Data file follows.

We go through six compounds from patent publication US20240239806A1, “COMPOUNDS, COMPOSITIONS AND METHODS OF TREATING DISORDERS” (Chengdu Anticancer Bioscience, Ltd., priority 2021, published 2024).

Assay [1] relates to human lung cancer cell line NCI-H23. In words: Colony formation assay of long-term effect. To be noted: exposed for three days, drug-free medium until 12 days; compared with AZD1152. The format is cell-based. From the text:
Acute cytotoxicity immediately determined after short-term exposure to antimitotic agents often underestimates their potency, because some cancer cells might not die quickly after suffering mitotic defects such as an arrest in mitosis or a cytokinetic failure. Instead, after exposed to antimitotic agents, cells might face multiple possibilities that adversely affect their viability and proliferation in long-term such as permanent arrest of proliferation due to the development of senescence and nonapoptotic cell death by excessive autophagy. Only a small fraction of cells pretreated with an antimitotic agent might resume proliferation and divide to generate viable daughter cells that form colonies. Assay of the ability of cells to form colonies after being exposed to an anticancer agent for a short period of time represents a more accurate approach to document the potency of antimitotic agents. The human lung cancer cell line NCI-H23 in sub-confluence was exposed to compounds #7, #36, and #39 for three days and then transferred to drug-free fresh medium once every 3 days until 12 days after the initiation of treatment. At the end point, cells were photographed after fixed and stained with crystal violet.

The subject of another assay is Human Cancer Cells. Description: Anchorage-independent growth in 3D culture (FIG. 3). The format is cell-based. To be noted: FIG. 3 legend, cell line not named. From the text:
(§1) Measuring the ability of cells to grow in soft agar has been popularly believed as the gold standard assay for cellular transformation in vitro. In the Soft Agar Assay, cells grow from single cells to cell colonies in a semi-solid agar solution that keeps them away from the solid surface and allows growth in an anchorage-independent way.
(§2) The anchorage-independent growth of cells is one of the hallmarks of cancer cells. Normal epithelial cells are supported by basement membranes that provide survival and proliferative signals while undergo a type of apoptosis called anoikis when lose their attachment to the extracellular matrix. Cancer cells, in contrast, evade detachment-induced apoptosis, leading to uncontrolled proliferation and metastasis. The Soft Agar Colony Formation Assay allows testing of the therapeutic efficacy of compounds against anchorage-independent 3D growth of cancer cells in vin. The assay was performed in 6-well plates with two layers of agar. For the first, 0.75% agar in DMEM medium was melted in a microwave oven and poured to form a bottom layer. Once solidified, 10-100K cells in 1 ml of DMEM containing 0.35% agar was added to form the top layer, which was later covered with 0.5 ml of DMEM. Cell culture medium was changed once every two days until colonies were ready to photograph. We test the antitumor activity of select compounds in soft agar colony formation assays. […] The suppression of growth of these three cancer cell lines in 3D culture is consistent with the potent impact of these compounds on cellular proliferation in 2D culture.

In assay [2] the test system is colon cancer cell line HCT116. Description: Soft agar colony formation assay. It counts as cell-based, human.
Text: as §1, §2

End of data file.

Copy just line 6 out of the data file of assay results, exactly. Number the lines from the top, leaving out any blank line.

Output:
(§2) The anchorage-independent growth of cells is one of the hallmarks of cancer cells. Normal epithelial cells are supported by basement membranes that provide survival and proliferative signals while undergo a type of apoptosis called anoikis when lose their attachment to the extracellular matrix. Cancer cells, in contrast, evade detachment-induced apoptosis, leading to uncontrolled proliferation and metastasis. The Soft Agar Colony Formation Assay allows testing of the therapeutic efficacy of compounds against anchorage-independent 3D growth of cancer cells in vin. The assay was performed in 6-well plates with two layers of agar. For the first, 0.75% agar in DMEM medium was melted in a microwave oven and poured to form a bottom layer. Once solidified, 10-100K cells in 1 ml of DMEM containing 0.35% agar was added to form the top layer, which was later covered with 0.5 ml of DMEM. Cell culture medium was changed once every two days until colonies were ready to photograph. We test the antitumor activity of select compounds in soft agar colony formation assays. […] The suppression of growth of these three cancer cell lines in 3D culture is consistent with the potent impact of these compounds on cellular proliferation in 2D culture.